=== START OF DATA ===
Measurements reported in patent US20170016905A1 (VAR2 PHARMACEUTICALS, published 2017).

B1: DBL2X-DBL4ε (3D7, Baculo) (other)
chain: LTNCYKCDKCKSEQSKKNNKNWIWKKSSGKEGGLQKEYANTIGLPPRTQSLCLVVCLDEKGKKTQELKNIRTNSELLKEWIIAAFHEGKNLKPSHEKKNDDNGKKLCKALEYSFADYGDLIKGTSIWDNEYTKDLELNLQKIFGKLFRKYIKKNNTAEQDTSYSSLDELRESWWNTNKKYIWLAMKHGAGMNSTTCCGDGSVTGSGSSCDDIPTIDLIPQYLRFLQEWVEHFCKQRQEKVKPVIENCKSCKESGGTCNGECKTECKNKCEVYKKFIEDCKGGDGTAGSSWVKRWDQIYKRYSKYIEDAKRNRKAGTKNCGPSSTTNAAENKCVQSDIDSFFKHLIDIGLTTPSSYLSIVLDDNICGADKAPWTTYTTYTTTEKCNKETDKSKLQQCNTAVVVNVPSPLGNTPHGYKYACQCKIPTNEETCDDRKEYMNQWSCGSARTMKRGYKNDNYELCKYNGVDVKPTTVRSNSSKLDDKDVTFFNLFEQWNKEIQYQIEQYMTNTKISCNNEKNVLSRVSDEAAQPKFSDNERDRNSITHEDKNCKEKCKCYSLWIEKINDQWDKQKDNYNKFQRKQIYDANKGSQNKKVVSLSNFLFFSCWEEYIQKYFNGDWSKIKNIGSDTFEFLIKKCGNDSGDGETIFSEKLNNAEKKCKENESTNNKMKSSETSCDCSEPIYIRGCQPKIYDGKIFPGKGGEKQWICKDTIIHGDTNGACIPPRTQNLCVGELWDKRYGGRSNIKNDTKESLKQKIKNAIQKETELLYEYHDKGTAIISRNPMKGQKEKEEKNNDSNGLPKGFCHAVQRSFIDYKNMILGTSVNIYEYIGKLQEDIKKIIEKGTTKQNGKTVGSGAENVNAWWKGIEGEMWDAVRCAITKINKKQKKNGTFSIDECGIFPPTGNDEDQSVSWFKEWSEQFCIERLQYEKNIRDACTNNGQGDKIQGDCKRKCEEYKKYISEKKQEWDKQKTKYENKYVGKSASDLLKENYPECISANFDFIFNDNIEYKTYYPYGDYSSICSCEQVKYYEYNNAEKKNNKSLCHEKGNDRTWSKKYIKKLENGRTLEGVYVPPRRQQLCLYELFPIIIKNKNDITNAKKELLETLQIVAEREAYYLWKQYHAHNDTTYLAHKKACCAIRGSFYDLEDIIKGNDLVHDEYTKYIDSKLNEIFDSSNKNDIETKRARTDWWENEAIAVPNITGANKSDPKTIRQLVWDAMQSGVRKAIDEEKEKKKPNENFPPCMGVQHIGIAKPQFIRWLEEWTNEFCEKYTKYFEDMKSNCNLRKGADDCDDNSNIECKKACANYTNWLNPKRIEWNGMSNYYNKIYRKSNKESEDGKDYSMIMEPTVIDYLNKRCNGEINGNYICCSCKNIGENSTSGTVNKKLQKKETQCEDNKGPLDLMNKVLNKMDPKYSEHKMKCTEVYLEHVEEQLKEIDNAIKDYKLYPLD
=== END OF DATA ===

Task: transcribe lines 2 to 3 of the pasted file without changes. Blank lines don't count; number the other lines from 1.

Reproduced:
B1: DBL2X-DBL4ε (3D7, Baculo) (other)
chain: LTNCYKCDKCKSEQSKKNNKNWIWKKSSGKEGGLQKEYANTIGLPPRTQSLCLVVCLDEKGKKTQELKNIRTNSELLKEWIIAAFHEGKNLKPSHEKKNDDNGKKLCKALEYSFADYGDLIKGTSIWDNEYTKDLELNLQKIFGKLFRKYIKKNNTAEQDTSYSSLDELRESWWNTNKKYIWLAMKHGAGMNSTTCCGDGSVTGSGSSCDDIPTIDLIPQYLRFLQEWVEHFCKQRQEKVKPVIENCKSCKESGGTCNGECKTECKNKCEVYKKFIEDCKGGDGTAGSSWVKRWDQIYKRYSKYIEDAKRNRKAGTKNCGPSSTTNAAENKCVQSDIDSFFKHLIDIGLTTPSSYLSIVLDDNICGADKAPWTTYTTYTTTEKCNKETDKSKLQQCNTAVVVNVPSPLGNTPHGYKYACQCKIPTNEETCDDRKEYMNQWSCGSARTMKRGYKNDNYELCKYNGVDVKPTTVRSNSSKLDDKDVTFFNLFEQWNKEIQYQIEQYMTNTKISCNNEKNVLSRVSDEAAQPKFSDNERDRNSITHEDKNCKEKCKCYSLWIEKINDQWDKQKDNYNKFQRKQIYDANKGSQNKKVVSLSNFLFFSCWEEYIQKYFNGDWSKIKNIGSDTFEFLIKKCGNDSGDGETIFSEKLNNAEKKCKENESTNNKMKSSETSCDCSEPIYIRGCQPKIYDGKIFPGKGGEKQWICKDTIIHGDTNGACIPPRTQNLCVGELWDKRYGGRSNIKNDTKESLKQKIKNAIQKETELLYEYHDKGTAIISRNPMKGQKEKEEKNNDSNGLPKGFCHAVQRSFIDYKNMILGTSVNIYEYIGKLQEDIKKIIEKGTTKQNGKTVGSGAENVNAWWKGIEGEMWDAVRCAITKINKKQKKNGTFSIDECGIFPPTGNDEDQSVSWFKEWSEQFCIERLQYEKNIRDACTNNGQGDKIQGDCKRKCEEYKKYISEKKQEWDKQKTKYENKYVGKSASDLLKENYPECISANFDFIFNDNIEYKTYYPYGDYSSICSCEQVKYYEYNNAEKKNNKSLCHEKGNDRTWSKKYIKKLENGRTLEGVYVPPRRQQLCLYELFPIIIKNKNDITNAKKELLETLQIVAEREAYYLWKQYHAHNDTTYLAHKKACCAIRGSFYDLEDIIKGNDLVHDEYTKYIDSKLNEIFDSSNKNDIETKRARTDWWENEAIAVPNITGANKSDPKTIRQLVWDAMQSGVRKAIDEEKEKKKPNENFPPCMGVQHIGIAKPQFIRWLEEWTNEFCEKYTKYFEDMKSNCNLRKGADDCDDNSNIECKKACANYTNWLNPKRIEWNGMSNYYNKIYRKSNKESEDGKDYSMIMEPTVIDYLNKRCNGEINGNYICCSCKNIGENSTSGTVNKKLQKKETQCEDNKGPLDLMNKVLNKMDPKYSEHKMKCTEVYLEHVEEQLKEIDNAIKDYKLYPLD